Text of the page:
How-to: Setup and Use Chromecast to stream your content from a Mac and iOS device

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The Chromecast, Google’s streaming HDMI dongle came out last summer. It is compatible with any Android device running 2.3 or later, iOS device with iOS 6 or 7, and any Mac or PC. Initially, users were able to stream Netflix or Youtube from an iOS device and Android device, Google Play Movies and Music only on Android, or cast websites using the Chrome browser on a computer. The Chromecast works differently from Airplay in that you can multitask and do other tasks on the device or you can let it go to sleep while streaming.

Very quickly after its release, Chromecast has received support for Hulu +, Pandora, and HBO GO. Last month a major update added ten new apps including Plex, Vevo, Songza, Red Bull TV, Post TV from the Washington Post, Viki, RealPlayer Cloud, Avia, Revision3 Internet Television and BeyondPod. The most recent update the Chromecast received allowed users to stream Google Play Movies and Music directly from the Chrome browser on a computer.

In this How-to, we’ll discuss how to setup the Chromecast, use it with a Mac and iOS device and explore its gaming potential.

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2014: The year of the iPhone-controlled everything

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There are some technologies that happened way earlier than they had any right to. Frankly, putting a man on the moon in the days when the Apollo Guidance Computer really did have less power than a pocket calculator was an insane achievement.

And then there are those technologies that have taken way, way longer than they should have done – with home automation heading the list. The main reason it was such a slow-burn was the lack of a standard interface (X.10 never really established itself in the home).

2014, however, looks set to be the year in which all that changes, with the iPhone the new standard interface. Steve Jobs once said that the Mac was the hub at the center of our digital lives; this year, it looks like the iPhone is taking over the crown …

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Yahoo Screen app and PBS arrive on Apple TV, free SNL, Daily Show, Colbert, live news & public TV now on the big screen

Back in September Yahoo launched a new Yahoo Screen iOS app, a TV remote-like experience for browsing content from Yahoo and sending content to your TV via AirPlay. Today the company announced that it is launching the Yahoo Screen experience directly on the Apple TV.

Yahoo Screen on Apple TV helps you quickly find all the great video Yahoo has to offer —Saturday Night Live, The Colbert Report, The Daily Show with Jon Stewart, live news and events, music and original Yahoo programs — so you can enjoy on your big screen.

The app appears to be a similar experience as the iOS app, allowing users to browse through content hosted on Yahoo across categories such as news, sports, food and entertainment and instantly stream content to their TV. Yahoo! has made new deals with Viacom that will bring content from Comedy Central and elsewhere, and it will also live stream original Yahoo programs, news, and live events. A few of the shows already available on Yahoo Screen include Saturday Night Live, The Colbert Report, and The Daily Show with Jon Stewart. You’ll also find content from MLB, UFC, The Onion, ABC News, Martha Stewart, and more.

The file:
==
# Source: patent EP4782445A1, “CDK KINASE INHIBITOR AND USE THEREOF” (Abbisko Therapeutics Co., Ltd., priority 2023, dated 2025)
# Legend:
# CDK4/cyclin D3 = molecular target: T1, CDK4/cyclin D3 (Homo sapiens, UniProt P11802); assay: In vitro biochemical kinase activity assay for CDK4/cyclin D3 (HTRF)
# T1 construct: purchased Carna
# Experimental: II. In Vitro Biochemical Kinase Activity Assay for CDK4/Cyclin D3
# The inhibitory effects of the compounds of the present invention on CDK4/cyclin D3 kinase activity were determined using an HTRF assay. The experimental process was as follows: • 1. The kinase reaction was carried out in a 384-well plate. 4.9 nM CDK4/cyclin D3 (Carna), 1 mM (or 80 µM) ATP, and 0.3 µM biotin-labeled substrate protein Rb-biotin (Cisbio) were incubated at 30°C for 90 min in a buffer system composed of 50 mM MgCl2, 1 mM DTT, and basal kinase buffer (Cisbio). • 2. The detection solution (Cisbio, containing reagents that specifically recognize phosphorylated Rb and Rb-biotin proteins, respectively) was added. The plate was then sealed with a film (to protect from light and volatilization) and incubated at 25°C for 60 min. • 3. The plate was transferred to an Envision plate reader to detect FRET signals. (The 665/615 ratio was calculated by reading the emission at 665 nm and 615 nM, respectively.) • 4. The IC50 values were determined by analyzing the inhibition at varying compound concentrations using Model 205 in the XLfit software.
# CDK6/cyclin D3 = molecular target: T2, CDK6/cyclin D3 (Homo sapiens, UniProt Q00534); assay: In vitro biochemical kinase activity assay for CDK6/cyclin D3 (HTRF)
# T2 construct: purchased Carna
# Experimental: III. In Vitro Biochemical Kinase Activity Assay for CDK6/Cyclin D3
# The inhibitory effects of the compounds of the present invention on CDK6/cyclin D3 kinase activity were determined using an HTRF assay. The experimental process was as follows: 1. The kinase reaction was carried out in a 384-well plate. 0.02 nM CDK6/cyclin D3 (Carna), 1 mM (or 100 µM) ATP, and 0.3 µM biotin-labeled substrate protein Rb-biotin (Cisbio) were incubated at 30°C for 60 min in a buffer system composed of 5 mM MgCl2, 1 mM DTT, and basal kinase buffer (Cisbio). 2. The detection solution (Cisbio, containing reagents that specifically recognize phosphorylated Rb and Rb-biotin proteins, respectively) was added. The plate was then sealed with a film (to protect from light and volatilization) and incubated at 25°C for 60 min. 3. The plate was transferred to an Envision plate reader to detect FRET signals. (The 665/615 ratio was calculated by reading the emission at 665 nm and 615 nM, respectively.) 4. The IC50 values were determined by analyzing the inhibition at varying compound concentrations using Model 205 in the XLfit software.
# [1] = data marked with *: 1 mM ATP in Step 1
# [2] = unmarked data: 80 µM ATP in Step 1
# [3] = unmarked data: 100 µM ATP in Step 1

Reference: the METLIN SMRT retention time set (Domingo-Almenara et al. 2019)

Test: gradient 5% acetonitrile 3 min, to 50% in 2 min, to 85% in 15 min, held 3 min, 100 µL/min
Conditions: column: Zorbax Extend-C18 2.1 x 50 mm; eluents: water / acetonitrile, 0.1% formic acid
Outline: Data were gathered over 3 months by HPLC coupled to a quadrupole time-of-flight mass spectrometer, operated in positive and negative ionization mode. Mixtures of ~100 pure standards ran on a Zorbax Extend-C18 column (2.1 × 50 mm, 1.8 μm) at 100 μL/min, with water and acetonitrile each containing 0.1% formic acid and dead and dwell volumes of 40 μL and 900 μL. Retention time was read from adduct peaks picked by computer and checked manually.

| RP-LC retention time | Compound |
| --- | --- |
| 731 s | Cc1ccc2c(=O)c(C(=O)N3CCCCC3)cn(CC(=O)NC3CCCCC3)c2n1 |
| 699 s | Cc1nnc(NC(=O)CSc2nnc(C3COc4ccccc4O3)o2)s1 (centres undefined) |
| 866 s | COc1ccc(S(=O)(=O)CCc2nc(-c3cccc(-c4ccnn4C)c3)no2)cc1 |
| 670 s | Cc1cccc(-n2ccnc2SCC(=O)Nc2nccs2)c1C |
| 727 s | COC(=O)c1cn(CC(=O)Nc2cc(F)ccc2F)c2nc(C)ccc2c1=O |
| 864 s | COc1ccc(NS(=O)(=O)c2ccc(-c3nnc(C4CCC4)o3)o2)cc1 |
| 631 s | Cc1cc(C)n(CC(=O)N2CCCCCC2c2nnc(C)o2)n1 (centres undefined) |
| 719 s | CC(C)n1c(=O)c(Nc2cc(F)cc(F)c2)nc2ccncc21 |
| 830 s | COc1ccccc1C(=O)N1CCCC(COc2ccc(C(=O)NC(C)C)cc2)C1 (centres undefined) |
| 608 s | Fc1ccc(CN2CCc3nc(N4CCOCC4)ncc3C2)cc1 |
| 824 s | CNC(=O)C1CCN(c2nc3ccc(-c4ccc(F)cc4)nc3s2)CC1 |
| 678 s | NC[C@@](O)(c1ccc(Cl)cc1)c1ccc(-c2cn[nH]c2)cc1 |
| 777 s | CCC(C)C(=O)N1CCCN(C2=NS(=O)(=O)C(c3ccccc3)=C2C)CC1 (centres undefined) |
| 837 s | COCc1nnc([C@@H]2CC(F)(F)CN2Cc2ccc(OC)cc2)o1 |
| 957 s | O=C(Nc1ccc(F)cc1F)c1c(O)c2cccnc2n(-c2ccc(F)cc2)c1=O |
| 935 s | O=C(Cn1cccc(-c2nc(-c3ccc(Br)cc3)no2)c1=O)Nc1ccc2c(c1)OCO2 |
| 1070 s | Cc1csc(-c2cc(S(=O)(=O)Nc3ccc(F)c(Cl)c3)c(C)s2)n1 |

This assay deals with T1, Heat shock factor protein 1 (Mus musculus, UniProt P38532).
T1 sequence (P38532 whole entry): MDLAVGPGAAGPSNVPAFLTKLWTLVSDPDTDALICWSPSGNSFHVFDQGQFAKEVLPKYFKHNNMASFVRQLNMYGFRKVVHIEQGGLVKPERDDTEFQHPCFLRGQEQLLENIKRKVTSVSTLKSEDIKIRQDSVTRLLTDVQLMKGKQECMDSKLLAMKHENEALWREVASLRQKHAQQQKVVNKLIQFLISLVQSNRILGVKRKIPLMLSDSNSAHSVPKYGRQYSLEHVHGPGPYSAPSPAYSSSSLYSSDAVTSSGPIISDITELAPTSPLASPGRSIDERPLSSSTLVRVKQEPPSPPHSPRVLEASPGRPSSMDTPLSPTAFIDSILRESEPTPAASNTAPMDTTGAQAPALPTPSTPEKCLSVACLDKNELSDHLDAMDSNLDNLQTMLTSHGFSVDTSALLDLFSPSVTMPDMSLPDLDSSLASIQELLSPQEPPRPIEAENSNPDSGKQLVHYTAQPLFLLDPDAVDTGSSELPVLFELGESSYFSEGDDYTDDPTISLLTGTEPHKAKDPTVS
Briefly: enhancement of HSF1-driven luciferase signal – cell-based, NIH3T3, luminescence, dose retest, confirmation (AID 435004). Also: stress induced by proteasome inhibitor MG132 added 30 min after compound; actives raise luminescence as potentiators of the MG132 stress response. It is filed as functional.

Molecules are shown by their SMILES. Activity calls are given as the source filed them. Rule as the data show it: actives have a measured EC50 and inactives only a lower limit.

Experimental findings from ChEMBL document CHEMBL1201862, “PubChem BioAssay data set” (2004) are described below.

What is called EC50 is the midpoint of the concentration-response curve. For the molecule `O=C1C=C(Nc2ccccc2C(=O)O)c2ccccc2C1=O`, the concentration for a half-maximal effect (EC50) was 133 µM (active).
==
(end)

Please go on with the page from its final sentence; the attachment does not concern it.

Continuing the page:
The apps are being pushed out over the air to the Apple TV in the U.S. now, and we’ve also discovered that a new PBS channel has arrived today (pictured above). The app doesn’t require users to have a TV subscription to access content, but it does require users to sign in using Google+, Facebook, or the app’s registration in order to access PBS broadcasts for their location. The app doesn’t have live content, but it does have many of the network’s new shows shortly after they’ve aired.

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Apple TV will get more Chromecast-y in an iOS 7 update next week

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Photo: cnet.com

We mentioned last week that an Apple TV software update would allow owners to stream content from a friend’s Apple TV box elsewhere, and AllThingsD now has a little more info on how this will work.

The new software will allow people who have purchased content from Apple’s iTunes store to play that stuff on other people’s TVs, via its Airplay system.

The key part is that they will be able to tell an Apple TV box they don’t own to stream the media they do own, directly from the cloud. That’s a change from the current system, which requires users to  download stuff to their iPhones and iPads and fling it to the TV from there. It also echoes the way Google’s new Chromecast device works …  Read more

New Apple TV software likely coming next week, but don’t expect fresh hardware (yet)

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Apple won’t announce a new piece of Apple TV hardware next week (as had been previously rumored), but AllThingsD says that Apple will debut some new software for the existing device. Of course, an Apple TV software update is already expected, but ATD says that there could be some neat new AirPlay-related functionality: